I felt the heat of tears welling up in my own eyes, and struggling to fight them back, I clutched Rollie to me with one arm (the other occuped with Tiller) and held him to me as he struggled. I managed to get his jacket on him, and grabbed his hand to take him to the car, Matilda still in my other arm, and Rollie struggling all the while. He managed to break free, screaming “I want Miss M____” (his teacher) and threw himself into her legs. She picked him up and offered to take him to the car, but i declined and said it was okay, he needed to learn that he couldn’t stay.

    I knew that i had about five seconds to make my way out of that classroom before I burst into tears, and I managed to make it out the door and around the corner before the dam burst. Tears began flowing freely down my face as I struggled to get the keys out of my pocket and open the van doors. I fought them back and then realized it was no use and began angrily wiping them away as soon as they fell, finished strapping both kids into their carseats, and got into the driver’s seat. There is a point when tears come, at least for me, when I know there is no turning back, that once i give in to them, they will not stop. Everything in me wanted to lay my arm across the steering wheel and sob my guts out right there in the church parking lot, with all the well-meaning do-gooders coming in and out with kids in tow, but for a proud non-cryer like me, there is nothing more horrific than the thought of being comforted by church ladies with their well-meaning pats on the back, and their concerned looks, and, God forbid, their attempts at giving me a hug.

    I had to get the hell out of there.

    I drove to the end of the parking lot, and knew I was in the clear, as it is one way during pickup time. As I rounded the corner out of the lot, the tears came on full force, and Rollie said wonderingly from the back:

    “Mama, what happened?”

    “Mama’s sad.”

    “Why you sad?”

    “Because I love you.”

    Great, i think to myself. Now he thinks it’s his fault.

    The tears came harder, and became sobs, with my voice sounding to me like someone else’s, coming forth of its own volition. I just gave in to it, and I cried the whole way to the light, where I sat and sobbed and snuffled and sniffled, and wiped snot on my sleeve and rubbed my eyes roughly, and did all sorts of undignified shit until I got the left turn signal, where I wiped away the tears, turned left and headed straight for McDonald’s drive-thru. Sometimes your son just deserves the chicken nuggets, with the fries rather than the fucking killjoy apple slices, and with chocolate milk instead of white milk (the annoying term for regular milk that drive-thru employees in the ‘hood call it. Those of us with an education call it “regular milk.”) Sometimes his Mama deserves to say, “FUCK WEIGHT WATCHERS. I WANT A NUMBER 2 VALUE MEAL, PLEASE.” That’s just the way of the world.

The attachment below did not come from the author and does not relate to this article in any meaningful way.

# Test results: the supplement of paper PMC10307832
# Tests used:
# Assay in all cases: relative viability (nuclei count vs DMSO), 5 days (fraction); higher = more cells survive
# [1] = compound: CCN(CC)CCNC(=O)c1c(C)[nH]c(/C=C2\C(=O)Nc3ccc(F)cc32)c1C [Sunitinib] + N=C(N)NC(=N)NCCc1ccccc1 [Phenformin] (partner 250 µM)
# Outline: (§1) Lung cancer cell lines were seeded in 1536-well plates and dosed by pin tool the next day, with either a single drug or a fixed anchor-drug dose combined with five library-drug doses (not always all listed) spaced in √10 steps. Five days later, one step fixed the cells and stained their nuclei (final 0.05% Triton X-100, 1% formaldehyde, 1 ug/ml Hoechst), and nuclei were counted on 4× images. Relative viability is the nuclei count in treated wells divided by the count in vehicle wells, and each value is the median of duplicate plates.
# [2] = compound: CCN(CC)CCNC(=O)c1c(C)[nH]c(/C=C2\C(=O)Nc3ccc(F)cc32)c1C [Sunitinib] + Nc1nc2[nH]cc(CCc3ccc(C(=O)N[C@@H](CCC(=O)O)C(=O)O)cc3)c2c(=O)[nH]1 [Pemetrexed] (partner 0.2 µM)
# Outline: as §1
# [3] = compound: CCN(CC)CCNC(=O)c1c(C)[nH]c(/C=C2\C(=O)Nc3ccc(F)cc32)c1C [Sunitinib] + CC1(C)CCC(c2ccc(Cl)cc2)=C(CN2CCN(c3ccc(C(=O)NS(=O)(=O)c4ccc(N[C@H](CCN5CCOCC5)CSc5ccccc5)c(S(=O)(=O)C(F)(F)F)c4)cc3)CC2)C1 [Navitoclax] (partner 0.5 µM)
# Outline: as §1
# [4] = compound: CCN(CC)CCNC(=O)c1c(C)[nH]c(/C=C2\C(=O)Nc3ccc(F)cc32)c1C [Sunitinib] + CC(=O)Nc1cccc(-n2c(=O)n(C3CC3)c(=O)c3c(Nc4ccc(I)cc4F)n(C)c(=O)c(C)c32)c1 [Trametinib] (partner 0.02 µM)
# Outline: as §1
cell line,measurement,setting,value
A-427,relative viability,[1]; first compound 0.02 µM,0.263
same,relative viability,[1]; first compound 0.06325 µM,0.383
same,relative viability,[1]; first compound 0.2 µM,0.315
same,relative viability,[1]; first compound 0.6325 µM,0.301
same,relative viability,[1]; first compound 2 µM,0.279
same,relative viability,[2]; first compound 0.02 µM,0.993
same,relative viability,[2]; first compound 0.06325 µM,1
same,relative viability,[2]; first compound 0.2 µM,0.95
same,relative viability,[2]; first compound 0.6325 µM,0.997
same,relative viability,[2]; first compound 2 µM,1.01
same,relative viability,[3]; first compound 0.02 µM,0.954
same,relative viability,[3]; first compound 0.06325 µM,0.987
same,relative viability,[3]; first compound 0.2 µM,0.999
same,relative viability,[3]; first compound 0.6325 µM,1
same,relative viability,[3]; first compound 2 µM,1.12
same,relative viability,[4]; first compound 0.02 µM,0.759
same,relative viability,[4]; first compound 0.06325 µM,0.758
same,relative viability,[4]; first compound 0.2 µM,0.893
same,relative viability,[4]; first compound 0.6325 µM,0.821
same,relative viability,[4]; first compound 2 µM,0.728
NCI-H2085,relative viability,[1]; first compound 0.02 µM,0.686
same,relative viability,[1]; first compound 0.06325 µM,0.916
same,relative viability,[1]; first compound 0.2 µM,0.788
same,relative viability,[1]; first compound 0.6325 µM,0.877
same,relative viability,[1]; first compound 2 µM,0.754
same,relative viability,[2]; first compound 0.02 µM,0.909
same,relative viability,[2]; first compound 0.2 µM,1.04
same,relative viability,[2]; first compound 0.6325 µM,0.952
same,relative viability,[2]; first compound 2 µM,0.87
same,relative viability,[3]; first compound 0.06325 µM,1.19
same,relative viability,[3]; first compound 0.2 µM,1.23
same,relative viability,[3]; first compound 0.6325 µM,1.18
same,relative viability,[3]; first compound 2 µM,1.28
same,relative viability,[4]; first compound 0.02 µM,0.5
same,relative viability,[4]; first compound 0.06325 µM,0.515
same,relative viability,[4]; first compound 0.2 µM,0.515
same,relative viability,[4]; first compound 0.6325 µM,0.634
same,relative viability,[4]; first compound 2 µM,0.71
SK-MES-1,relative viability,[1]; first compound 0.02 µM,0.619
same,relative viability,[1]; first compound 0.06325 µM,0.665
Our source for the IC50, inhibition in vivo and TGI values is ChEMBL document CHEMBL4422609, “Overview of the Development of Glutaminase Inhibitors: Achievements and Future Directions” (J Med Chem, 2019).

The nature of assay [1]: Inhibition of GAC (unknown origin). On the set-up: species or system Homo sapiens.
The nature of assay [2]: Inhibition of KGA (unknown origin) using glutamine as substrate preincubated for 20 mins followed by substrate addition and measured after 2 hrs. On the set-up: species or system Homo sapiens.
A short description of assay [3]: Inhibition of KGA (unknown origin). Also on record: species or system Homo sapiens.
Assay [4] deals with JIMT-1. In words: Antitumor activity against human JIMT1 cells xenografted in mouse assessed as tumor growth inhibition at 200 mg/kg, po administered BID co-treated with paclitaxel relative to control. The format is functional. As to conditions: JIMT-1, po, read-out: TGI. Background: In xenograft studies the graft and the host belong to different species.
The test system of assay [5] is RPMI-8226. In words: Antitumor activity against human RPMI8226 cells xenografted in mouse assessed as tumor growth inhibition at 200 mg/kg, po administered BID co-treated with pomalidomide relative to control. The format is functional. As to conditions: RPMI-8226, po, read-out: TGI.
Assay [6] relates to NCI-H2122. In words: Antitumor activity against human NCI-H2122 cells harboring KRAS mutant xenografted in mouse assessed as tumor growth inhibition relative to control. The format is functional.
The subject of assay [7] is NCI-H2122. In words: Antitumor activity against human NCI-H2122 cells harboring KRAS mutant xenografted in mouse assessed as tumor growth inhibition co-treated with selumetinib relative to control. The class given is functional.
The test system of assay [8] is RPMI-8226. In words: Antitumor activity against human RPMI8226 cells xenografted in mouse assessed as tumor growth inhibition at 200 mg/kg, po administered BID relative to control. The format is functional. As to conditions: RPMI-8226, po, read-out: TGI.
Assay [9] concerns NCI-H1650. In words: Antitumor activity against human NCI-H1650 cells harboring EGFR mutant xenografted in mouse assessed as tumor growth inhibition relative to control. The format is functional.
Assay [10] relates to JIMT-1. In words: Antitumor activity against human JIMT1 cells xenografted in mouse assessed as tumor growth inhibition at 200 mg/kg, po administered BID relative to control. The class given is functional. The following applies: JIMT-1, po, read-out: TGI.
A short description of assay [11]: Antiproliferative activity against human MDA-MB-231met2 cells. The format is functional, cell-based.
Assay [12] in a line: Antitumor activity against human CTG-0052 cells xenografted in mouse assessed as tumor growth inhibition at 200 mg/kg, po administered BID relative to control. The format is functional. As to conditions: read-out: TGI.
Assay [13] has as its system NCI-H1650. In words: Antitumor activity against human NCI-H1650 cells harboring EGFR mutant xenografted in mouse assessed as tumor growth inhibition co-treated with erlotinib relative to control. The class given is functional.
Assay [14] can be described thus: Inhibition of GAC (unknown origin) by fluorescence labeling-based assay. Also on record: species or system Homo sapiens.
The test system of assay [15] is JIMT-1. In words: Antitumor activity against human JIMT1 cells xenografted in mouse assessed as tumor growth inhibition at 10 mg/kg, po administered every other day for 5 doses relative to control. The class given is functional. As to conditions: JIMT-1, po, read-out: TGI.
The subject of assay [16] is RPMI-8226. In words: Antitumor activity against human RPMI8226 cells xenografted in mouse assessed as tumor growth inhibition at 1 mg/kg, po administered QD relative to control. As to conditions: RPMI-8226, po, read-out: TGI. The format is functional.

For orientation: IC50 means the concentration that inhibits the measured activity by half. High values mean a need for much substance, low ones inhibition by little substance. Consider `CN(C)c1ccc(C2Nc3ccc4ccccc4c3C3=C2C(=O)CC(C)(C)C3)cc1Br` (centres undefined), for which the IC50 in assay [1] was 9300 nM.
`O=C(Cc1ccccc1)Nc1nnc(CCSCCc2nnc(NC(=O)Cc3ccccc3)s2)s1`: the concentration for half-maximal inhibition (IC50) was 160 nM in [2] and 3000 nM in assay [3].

Rollie says, “Mama, you like chicken?”

    “Yes, Rollie, I like chicken, but i am going to have a hamburger.”

    “Tiller badiller likes chicken. She not like chocolate milk. She likes regular (yes!) milk.”

    “Yes, Rollie, she likes regular milk and chicken and french fries.”

    “Mama, french fries make you happy?”

    “Yes, Rollie, they make me very happy.”


    “Yes, Rollie.”

    “Why you cry in the car?”

    “Because I’m happy. Sometimes mamas get sad. Sometimes they are happy.”

    Sometimes you don’t tell little boys that you are crying because you are sorry that the house hasn’t sold, so we live 30 minutes from the school and if he stayed for Lunch bunch, he and matilda would fall asleep in the car, and then there would be no nap, and how could i have the silence necessary to figure out the budget in a vain attempt to find some miraculous way of allowing me to stay home with them longer? Sometimes you don’t tell him that even if we lived five minutes from the school, we probably couldn’t afford the Lunch Bunch, and that he is never going to get to do Lunch Bunch with his new friends, because in less than two months, we are going to have to yank him out of that school and put him somewhere that will take him all day, and hopefully it will be somewhere that will also be able to take his sister, but it probably won’t, and so they won’t see each other all day long, and we will have to figure out how to get him to one place, and her to another and me to an office, and I fucking hate offices and their fucking fluorescent lights, and I hate that i will have to get up two hours or more earlier than I do now and that I hate that I won’t be able to see him at lunchtime, or drive him through McDonald’s, or yell at him to stop trying to hold hands with his sister, because she doesn’t want to hold hands right now and that is why she is crying. I hate that I will get back two tired, over-stimulated kids, who will argue and cry over dinner, and I will be tired and not even have time to play with them or just sit and watch a cartoon on the couch with both of them in my lap. That I hate that now I have them from 7:30 a.m. until 7:30 p.m. every day and that the times that I don’t have them are like magic, not torture, but that will change, and it will all be torture and the maybe two hours i have with them every day will be sweet torture, too. I don’t tell him that I will think a hundred times a day how much i miss him annoying the shit out of me with wanting me to build the choochoo tracks and give him snacks, and how much i will fucking hate those people who give him his snacks every day when he should be trying to get them out of my fridge at home with me trying to stop him. I don’t tell him that I feel like Tiller is completely getting the shaft, that he got me for over three years, and she barely got me for over one year. I don’t tell him that I am scared of the people who will be talking to my baby, who is just learning to speak, and who knows what kind of frightening grammar they might teach her? Or that I read to her in the morning, and before quiet time, and before bedtime, and it is our special time, and we have a routine and she is warm and she laughs when I nuzzle her ear as I whisper into them some of the words.

    “Mama,” Rollie says, “why are you crying?”

    “Because I love you, and I am happy, and I am sad.”

    I don’t tell him that it is because my heart feels like it is about to break.